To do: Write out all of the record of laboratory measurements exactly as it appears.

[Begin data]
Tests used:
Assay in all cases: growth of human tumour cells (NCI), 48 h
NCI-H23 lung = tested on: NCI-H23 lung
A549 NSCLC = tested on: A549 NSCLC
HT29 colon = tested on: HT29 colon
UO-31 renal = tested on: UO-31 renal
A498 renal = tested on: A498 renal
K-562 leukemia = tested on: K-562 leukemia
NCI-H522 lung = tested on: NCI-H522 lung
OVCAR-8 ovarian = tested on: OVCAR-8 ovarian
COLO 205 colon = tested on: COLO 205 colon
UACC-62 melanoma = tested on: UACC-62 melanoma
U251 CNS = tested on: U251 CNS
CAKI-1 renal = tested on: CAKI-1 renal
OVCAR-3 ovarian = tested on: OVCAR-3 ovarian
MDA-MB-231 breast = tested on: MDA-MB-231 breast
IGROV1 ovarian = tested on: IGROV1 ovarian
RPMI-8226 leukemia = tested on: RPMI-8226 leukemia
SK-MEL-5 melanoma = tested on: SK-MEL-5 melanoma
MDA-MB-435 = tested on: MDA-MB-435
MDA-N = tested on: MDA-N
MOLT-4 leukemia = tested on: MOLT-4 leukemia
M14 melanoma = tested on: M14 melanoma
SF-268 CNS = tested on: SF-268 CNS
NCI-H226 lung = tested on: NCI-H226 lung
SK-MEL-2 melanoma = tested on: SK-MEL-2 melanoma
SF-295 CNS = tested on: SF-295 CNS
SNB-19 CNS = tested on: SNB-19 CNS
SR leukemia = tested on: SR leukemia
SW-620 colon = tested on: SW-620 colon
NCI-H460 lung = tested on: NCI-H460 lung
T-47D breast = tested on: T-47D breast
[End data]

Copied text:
Tests used:
Assay in all cases: growth of human tumour cells (NCI), 48 h
NCI-H23 lung = tested on: NCI-H23 lung
A549 NSCLC = tested on: A549 NSCLC
HT29 colon = tested on: HT29 colon
UO-31 renal = tested on: UO-31 renal
A498 renal = tested on: A498 renal
K-562 leukemia = tested on: K-562 leukemia
NCI-H522 lung = tested on: NCI-H522 lung
OVCAR-8 ovarian = tested on: OVCAR-8 ovarian
COLO 205 colon = tested on: COLO 205 colon
UACC-62 melanoma = tested on: UACC-62 melanoma
U251 CNS = tested on: U251 CNS
CAKI-1 renal = tested on: CAKI-1 renal
OVCAR-3 ovarian = tested on: OVCAR-3 ovarian
MDA-MB-231 breast = tested on: MDA-MB-231 breast
IGROV1 ovarian = tested on: IGROV1 ovarian
RPMI-8226 leukemia = tested on: RPMI-8226 leukemia
SK-MEL-5 melanoma = tested on: SK-MEL-5 melanoma
MDA-MB-435 = tested on: MDA-MB-435
MDA-N = tested on: MDA-N
MOLT-4 leukemia = tested on: MOLT-4 leukemia
M14 melanoma = tested on: M14 melanoma
SF-268 CNS = tested on: SF-268 CNS
NCI-H226 lung = tested on: NCI-H226 lung
SK-MEL-2 melanoma = tested on: SK-MEL-2 melanoma
SF-295 CNS = tested on: SF-295 CNS
SNB-19 CNS = tested on: SNB-19 CNS
SR leukemia = tested on: SR leukemia
SW-620 colon = tested on: SW-620 colon
NCI-H460 lung = tested on: NCI-H460 lung
T-47D breast = tested on: T-47D breast